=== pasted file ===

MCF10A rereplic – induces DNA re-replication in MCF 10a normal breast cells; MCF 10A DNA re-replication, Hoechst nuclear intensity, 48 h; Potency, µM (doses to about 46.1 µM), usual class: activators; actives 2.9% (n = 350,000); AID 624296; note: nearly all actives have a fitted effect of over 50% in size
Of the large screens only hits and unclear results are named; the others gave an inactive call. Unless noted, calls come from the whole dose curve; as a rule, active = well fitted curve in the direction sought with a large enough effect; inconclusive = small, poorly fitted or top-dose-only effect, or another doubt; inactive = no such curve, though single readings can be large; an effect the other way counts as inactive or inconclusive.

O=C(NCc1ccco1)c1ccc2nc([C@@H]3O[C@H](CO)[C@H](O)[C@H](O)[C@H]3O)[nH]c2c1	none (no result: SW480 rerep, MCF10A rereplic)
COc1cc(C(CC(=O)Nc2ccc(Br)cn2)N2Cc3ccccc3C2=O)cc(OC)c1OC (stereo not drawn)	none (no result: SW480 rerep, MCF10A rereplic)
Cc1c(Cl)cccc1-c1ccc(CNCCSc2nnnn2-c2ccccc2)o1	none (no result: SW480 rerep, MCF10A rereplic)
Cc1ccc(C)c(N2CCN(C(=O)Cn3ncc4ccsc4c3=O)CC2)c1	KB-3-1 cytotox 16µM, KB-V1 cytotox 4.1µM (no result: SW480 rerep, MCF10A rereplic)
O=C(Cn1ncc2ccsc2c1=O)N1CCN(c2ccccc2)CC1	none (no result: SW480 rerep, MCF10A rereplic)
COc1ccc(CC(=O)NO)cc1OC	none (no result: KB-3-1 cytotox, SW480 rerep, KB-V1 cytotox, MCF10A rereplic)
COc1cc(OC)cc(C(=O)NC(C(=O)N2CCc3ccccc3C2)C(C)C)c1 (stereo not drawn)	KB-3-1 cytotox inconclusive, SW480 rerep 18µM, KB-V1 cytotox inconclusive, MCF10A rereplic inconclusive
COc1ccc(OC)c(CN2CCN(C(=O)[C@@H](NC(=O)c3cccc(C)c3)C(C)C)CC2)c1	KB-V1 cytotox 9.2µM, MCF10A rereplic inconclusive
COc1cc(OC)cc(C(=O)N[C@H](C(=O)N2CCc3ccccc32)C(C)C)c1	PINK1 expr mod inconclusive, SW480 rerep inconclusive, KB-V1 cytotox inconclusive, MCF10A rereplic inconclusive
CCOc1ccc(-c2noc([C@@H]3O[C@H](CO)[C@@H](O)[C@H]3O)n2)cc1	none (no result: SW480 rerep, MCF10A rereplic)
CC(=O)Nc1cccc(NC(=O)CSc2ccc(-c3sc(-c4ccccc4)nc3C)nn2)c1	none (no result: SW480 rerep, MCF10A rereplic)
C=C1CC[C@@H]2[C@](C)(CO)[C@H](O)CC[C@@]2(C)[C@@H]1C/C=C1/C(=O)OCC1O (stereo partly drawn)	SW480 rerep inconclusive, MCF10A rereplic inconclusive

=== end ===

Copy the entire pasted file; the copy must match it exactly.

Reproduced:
MCF10A rereplic – induces DNA re-replication in MCF 10a normal breast cells; MCF 10A DNA re-replication, Hoechst nuclear intensity, 48 h; Potency, µM (doses to about 46.1 µM), usual class: activators; actives 2.9% (n = 350,000); AID 624296; note: nearly all actives have a fitted effect of over 50% in size
Of the large screens only hits and unclear results are named; the others gave an inactive call. Unless noted, calls come from the whole dose curve; as a rule, active = well fitted curve in the direction sought with a large enough effect; inconclusive = small, poorly fitted or top-dose-only effect, or another doubt; inactive = no such curve, though single readings can be large; an effect the other way counts as inactive or inconclusive.

O=C(NCc1ccco1)c1ccc2nc([C@@H]3O[C@H](CO)[C@H](O)[C@H](O)[C@H]3O)[nH]c2c1	none (no result: SW480 rerep, MCF10A rereplic)
COc1cc(C(CC(=O)Nc2ccc(Br)cn2)N2Cc3ccccc3C2=O)cc(OC)c1OC (stereo not drawn)	none (no result: SW480 rerep, MCF10A rereplic)
Cc1c(Cl)cccc1-c1ccc(CNCCSc2nnnn2-c2ccccc2)o1	none (no result: SW480 rerep, MCF10A rereplic)
Cc1ccc(C)c(N2CCN(C(=O)Cn3ncc4ccsc4c3=O)CC2)c1	KB-3-1 cytotox 16µM, KB-V1 cytotox 4.1µM (no result: SW480 rerep, MCF10A rereplic)
O=C(Cn1ncc2ccsc2c1=O)N1CCN(c2ccccc2)CC1	none (no result: SW480 rerep, MCF10A rereplic)
COc1ccc(CC(=O)NO)cc1OC	none (no result: KB-3-1 cytotox, SW480 rerep, KB-V1 cytotox, MCF10A rereplic)
COc1cc(OC)cc(C(=O)NC(C(=O)N2CCc3ccccc3C2)C(C)C)c1 (stereo not drawn)	KB-3-1 cytotox inconclusive, SW480 rerep 18µM, KB-V1 cytotox inconclusive, MCF10A rereplic inconclusive
COc1ccc(OC)c(CN2CCN(C(=O)[C@@H](NC(=O)c3cccc(C)c3)C(C)C)CC2)c1	KB-V1 cytotox 9.2µM, MCF10A rereplic inconclusive
COc1cc(OC)cc(C(=O)N[C@H](C(=O)N2CCc3ccccc32)C(C)C)c1	PINK1 expr mod inconclusive, SW480 rerep inconclusive, KB-V1 cytotox inconclusive, MCF10A rereplic inconclusive
CCOc1ccc(-c2noc([C@@H]3O[C@H](CO)[C@@H](O)[C@H]3O)n2)cc1	none (no result: SW480 rerep, MCF10A rereplic)
CC(=O)Nc1cccc(NC(=O)CSc2ccc(-c3sc(-c4ccccc4)nc3C)nn2)c1	none (no result: SW480 rerep, MCF10A rereplic)
C=C1CC[C@@H]2[C@](C)(CO)[C@H](O)CC[C@@]2(C)[C@@H]1C/C=C1/C(=O)OCC1O (stereo partly drawn)	SW480 rerep inconclusive, MCF10A rereplic inconclusive